BAD
I keep tell myself that one day this is all going to be old news. The past. Something that happened a long time ago. I’ll look back and it won’t be a big deal. I’ll laugh and say, “Yeah, it was THIS BIG!” Or, maybe, I’ll miss the time with Doug, driving into Boston on a sparkling, Fall day, right in the middle of the week. Maybe, one day, I’ll just think about how wonderful Hannah has been, without the fear my days with her are shorter than I think.

GOOD 
One of my nieces sent over a bunch of food today for our freezer. I am so touched. I mean, really, just blown away. I am quite emotional about it. Meals are like this incredible burden when someone in a house is in the hospital or very sick. So, having a meal in the freezer is huge.

BAD
My poor husband has been having the worst of times. I hate that I am so much a part of his burden.

GOOD
We received a most remarkable gift. It was a like being on the Price Is Right: a brand new washer and dryer. Can you even begin to imagine what kind of blessing that is for us right now? I still can’t believe it. How could someone do something like that for us? Yes, the giver is someone who has known about NBF since it’s beginnings, and over the years he’s known some New Brothers personally. However, that is still a very generous thing to do. It is also a solution to what has been the biggest, practical problem of our time on this missionfield these past seven years. The loving kindness of the Lord and His people is quite humbling.

GOOD
Babies are coming over tomorrow. My dear daughter was supposed to go to their home to sit for them, but Doug is out all day. So, she made arrangements for them to come here. She didn’t want me to be alone.  Sweet, huh? I’m looking forward to them.

– – – – – – – – –

Well, I guess it is time to go. Must find God’s peace in the midst of this storm.

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Bed-rest Can Make You Tired

[Today is the five-year mark, since my cancer surgery in 2011. I am going to share a few posts from that year, and one other post. As you may know, the five-year anniversary for any cancer patient is a noteworthy day. So, in my own way I am marking it by living and breathing and testifying of my dear God and heavenly Father, Jehovah, who has shown me great kindness.]


Third post in this series: FIRST PUBLISHED October 14, 2011

Been ordered back to bed. My leg was swelling, again. That’s a drag. Next week I see a vascular specialist, who will make a plan for surgery.* They are talking about a temporary filter, and continuing the injections right up until surgery. I am so tired of these injections. It takes an awful long time to push 150 mg. of stuff into a person. By midway, it starts to burn. Doug does such a good job. He hates having to do something that hurts me, so I try not to let on. Just breathe. It’s hard not to react, though. Oh, well. Hopefully, they won’t last much longer.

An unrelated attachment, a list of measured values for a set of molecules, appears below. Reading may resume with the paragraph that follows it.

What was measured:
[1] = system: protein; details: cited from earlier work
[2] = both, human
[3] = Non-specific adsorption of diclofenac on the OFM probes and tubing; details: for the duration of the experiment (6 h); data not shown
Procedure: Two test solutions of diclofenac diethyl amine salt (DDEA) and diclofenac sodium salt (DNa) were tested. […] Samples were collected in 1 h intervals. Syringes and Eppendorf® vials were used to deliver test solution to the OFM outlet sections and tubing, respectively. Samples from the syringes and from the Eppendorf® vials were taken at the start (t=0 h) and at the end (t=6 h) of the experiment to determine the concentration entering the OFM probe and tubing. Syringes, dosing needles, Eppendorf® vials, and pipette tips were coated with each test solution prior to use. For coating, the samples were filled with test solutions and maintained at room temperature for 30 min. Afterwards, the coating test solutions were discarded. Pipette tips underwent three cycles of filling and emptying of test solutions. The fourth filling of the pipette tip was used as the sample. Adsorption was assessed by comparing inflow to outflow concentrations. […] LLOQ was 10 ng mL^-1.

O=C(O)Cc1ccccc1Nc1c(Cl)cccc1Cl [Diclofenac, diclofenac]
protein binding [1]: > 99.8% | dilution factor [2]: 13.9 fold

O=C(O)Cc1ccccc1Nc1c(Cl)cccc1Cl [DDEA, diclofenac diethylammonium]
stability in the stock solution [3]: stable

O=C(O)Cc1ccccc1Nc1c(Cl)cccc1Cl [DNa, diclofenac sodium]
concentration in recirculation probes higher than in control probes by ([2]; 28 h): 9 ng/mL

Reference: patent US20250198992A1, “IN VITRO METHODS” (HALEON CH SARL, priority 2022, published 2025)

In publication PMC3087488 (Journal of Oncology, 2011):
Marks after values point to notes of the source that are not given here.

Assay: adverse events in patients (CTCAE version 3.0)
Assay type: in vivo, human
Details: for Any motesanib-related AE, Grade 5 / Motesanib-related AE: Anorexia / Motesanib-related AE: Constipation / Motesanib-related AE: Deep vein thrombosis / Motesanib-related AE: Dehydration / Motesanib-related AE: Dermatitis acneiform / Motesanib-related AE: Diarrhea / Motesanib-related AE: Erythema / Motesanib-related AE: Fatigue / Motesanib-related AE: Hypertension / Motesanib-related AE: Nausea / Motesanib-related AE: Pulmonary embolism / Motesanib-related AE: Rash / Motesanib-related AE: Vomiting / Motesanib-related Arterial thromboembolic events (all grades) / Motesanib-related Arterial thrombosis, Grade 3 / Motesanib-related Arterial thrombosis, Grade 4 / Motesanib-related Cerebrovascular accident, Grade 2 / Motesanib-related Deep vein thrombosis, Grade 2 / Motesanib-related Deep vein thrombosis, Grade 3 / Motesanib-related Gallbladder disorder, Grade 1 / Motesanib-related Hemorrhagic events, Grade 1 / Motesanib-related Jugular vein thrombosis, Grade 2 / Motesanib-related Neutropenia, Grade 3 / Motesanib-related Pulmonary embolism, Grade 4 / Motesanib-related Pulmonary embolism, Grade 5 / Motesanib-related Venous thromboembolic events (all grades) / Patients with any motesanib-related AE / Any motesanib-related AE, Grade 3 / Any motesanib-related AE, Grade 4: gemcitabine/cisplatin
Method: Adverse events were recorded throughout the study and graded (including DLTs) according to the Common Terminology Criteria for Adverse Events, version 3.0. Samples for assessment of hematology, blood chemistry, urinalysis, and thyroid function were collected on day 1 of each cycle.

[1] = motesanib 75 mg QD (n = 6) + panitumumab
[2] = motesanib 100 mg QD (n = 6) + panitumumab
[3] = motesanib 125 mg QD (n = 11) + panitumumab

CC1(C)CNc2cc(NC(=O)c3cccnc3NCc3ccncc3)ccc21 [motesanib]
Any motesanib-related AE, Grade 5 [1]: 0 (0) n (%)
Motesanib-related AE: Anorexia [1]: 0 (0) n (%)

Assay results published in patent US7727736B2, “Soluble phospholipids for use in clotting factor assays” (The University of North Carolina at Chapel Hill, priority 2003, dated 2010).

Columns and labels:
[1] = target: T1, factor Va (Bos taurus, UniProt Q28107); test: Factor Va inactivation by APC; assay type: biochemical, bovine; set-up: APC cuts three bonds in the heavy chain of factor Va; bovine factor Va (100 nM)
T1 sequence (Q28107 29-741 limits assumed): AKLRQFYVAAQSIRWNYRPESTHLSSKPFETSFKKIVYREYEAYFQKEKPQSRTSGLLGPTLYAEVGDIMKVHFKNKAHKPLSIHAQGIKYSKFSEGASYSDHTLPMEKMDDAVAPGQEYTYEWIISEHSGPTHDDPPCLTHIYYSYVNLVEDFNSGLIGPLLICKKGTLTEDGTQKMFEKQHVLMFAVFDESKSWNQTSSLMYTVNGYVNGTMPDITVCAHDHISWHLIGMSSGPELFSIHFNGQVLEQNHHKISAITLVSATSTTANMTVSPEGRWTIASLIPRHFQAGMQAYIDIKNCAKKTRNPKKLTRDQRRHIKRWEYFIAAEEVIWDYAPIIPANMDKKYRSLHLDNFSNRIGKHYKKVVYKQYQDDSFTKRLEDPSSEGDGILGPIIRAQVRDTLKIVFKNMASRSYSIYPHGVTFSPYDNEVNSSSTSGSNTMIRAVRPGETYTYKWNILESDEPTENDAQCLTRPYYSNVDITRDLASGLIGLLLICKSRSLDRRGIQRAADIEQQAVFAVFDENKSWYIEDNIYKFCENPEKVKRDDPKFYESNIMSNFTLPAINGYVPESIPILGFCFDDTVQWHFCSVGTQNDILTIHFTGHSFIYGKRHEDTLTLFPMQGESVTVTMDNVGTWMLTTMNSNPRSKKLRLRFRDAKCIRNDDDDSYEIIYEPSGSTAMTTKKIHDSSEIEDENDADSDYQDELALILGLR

My CA-125 results came back, but the nurse said that this test alone is not a good indicator of ovarian cancer. Normal is anything below 35. My number was somewhere in the high 40s. She said that the size of this thing alone could give a false positive, so I think we’re going to have to wait until surgery. I am not thinking this is cancer, though.

Anyway…it’s late. I’m tired. I miss normal, but I am trying to remind myself that this will all be over really soon. The end of the year is just around the corner, and by then I should be fully recovered and living large once again. Honestly, that isn’t so long to wait for the good that awaits me. Modesty and discretion prevent me from sharing all that is going on, but my quality of life is definitely going to improve, if all goes as well as hoped. I look forward to that!

In the meanwhile, I keep surrendering. It’s such a good posture for the Believer, only holding onto the Lord.

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A favorite painting helped pass the time. Artist: Cathie Boucher. (cathieboucher.com)

*Thank the Lord, I did not have to have surgery for the blood clot.
I did have to continue those darn injections until April, though. :/ 

Cancer Is A Very Big Word

[Today is the five-year mark, since my cancer surgery in 2011. I am going to share a few posts from that year, and one other post. As you may know, the five-year anniversary for any cancer patient is a noteworthy day. So, in my own way I am marking it by living and breathing and testifying of my dear God and heavenly Father, Jehovah, who has shown me great kindness.]


Second post in this series: FIRST PUBLISHED October 12, 2011

This is the moment I first realized I might have cancer.